Kimberley Aboriginal Mud Crab Fishery Moves Forward with Expanded Surveys

Kimberley Aboriginal Mud Crab Fishery Moves Forward with Expanded Surveys

The development of a Kimberley Aboriginal mud crab fishery has taken a significant step forward, with plans to expand surveys of mud crab populations across the region. This initiative is a collaboration between the Western Australian (WA) government and Traditional Owners, combining cultural knowledge with western scientific methods. Kimberley Aboriginal Mud Crab Fishery Moves Forward with Expanded Surveys

Mud crabs have been identified as a key species of interest for Traditional Owners throughout the Kimberley. However, comprehensive information on their biology, species distribution, and abundance is essential to develop sustainable management practices and appropriate trap allocations.

Building on Previous Success

The expanded mud crab surveys build on a three-year project funded by the Australian government’s Fisheries Research and Development Corporation. This project aims to create a sustainable fishery that benefits local communities economically and culturally.

In 2022, a pilot survey conducted by the WA Department of Primary Industries and Regional Development (DPIRD) alongside Madanaa Nada community members collected baseline data on mud crab populations in Derby’s King Sound. This initial survey also tested various data collection techniques. Following this, a survey in Cambridge Gulf engaged local Balanggarra and Miriuwung Gajerrong rangers, further refining methods and expanding the knowledge base.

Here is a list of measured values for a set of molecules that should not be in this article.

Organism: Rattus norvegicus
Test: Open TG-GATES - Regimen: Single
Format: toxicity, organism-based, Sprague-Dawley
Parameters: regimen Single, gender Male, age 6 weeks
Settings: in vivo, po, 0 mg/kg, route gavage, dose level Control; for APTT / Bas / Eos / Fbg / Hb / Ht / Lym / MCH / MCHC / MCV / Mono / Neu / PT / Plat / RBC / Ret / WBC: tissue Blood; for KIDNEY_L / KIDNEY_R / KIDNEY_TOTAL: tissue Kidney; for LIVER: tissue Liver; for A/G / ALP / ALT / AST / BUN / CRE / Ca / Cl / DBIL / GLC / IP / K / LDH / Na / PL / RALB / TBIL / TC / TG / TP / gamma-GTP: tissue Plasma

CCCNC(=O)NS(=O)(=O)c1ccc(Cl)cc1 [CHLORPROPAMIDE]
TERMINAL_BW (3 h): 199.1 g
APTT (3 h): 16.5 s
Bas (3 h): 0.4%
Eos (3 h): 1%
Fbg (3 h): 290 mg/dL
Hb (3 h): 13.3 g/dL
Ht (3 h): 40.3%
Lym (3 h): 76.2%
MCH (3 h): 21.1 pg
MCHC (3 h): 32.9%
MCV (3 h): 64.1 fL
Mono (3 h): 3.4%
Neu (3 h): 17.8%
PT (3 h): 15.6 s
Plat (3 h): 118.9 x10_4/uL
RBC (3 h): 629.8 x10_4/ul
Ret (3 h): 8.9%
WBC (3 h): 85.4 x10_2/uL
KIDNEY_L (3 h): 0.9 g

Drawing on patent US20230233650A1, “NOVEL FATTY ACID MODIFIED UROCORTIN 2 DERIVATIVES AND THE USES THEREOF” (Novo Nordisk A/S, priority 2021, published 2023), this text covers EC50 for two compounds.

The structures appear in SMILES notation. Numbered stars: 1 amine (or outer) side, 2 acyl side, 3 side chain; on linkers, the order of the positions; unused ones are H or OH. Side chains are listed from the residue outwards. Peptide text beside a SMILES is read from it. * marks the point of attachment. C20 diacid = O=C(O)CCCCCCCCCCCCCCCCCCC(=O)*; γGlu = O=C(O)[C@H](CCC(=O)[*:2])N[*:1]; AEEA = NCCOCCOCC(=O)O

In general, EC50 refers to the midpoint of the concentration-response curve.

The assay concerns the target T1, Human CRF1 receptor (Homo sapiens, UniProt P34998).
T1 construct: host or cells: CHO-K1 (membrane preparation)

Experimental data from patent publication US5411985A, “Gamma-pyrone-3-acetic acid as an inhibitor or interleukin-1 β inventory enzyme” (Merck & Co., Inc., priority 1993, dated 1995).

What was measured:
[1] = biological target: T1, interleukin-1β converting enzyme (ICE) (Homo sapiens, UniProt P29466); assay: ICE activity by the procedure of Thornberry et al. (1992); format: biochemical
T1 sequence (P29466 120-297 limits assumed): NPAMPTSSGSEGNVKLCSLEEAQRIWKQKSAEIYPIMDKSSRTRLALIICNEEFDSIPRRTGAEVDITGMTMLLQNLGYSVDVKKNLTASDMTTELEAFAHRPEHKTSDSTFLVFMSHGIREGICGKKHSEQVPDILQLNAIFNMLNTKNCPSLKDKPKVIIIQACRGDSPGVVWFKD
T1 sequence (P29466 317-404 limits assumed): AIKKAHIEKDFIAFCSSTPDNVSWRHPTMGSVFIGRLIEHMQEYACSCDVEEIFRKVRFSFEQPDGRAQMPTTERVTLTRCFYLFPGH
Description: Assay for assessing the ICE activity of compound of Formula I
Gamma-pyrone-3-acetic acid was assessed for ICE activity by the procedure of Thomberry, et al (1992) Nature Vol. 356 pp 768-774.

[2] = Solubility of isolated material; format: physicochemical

Community and Government Support

Kimberley MLA Divina D’Anna expressed strong support for the project, emphasizing its foundation on years of efforts by Traditional Owners to establish a Kimberley Aboriginal mud crab fishery.

“Increased research participation and collaboration with Indigenous groups will build a shared knowledge of local fisheries for sustainably developing economic opportunities on Country,” D’Anna stated.

The positive outcomes of these initial surveys have sparked growing interest from numerous Aboriginal communities across the Kimberley, prompting plans for additional mud crab surveys. King Sound and Cambridge Gulf will be re-surveyed, and new surveys are planned in collaboration with the Nyul Nyul and Karajarri communities. There is also potential for involvement from other Aboriginal communities in future projects.

Training and Sustainability

The WA government is exploring formal training programs for rangers in scientific data collection methods. These programs aim to ensure the long-term management and sustainability of the mud crab fishery, equipping local communities with the skills needed to maintain this vital resource.

WA Fisheries and Regional Development Minister Don Punch praised the growing interest from Kimberley Traditional Owners, highlighting the potential for an Aboriginal mud crab fishery to create new and diversified enterprises across the region.

“The surveys carried out to date have provided a great opportunity to test data collection methods and exchange local cultural knowledge and western science,” Punch said.

Looking Forward

The collaboration between the WA government and Traditional Owners marks a significant milestone in developing a sustainable and economically beneficial mud crab fishery in the Kimberley. As surveys expand and more communities become involved, the project stands to strengthen local economies and preserve cultural traditions, ensuring the long-term health of mud crab populations in the region.

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